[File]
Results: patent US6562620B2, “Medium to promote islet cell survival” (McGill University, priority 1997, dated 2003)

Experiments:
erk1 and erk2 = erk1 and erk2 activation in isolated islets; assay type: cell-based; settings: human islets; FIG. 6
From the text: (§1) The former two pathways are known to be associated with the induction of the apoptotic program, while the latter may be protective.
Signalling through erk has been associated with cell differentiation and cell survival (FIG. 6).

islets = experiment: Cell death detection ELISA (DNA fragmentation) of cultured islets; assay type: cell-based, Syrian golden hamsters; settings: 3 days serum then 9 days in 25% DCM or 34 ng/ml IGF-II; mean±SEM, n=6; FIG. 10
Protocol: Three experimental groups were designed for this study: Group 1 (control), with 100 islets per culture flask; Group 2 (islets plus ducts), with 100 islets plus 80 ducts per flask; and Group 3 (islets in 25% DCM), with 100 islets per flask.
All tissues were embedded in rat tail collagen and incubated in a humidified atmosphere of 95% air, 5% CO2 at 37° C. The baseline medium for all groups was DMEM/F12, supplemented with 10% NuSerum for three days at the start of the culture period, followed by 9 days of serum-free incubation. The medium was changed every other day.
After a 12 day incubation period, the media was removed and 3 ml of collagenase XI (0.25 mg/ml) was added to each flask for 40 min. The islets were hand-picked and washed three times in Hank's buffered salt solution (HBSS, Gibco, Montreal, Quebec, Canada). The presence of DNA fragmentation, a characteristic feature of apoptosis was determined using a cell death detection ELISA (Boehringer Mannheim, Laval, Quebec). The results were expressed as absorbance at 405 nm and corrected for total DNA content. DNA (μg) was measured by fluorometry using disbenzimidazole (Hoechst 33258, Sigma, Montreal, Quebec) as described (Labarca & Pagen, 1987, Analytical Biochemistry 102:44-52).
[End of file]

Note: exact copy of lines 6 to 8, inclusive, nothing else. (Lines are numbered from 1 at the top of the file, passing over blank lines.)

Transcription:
islets = experiment: Cell death detection ELISA (DNA fragmentation) of cultured islets; assay type: cell-based, Syrian golden hamsters; settings: 3 days serum then 9 days in 25% DCM or 34 ng/ml IGF-II; mean±SEM, n=6; FIG. 10
Protocol: Three experimental groups were designed for this study: Group 1 (control), with 100 islets per culture flask; Group 2 (islets plus ducts), with 100 islets plus 80 ducts per flask; and Group 3 (islets in 25% DCM), with 100 islets per flask.
All tissues were embedded in rat tail collagen and incubated in a humidified atmosphere of 95% air, 5% CO2 at 37° C. The baseline medium for all groups was DMEM/F12, supplemented with 10% NuSerum for three days at the start of the culture period, followed by 9 days of serum-free incubation. The medium was changed every other day.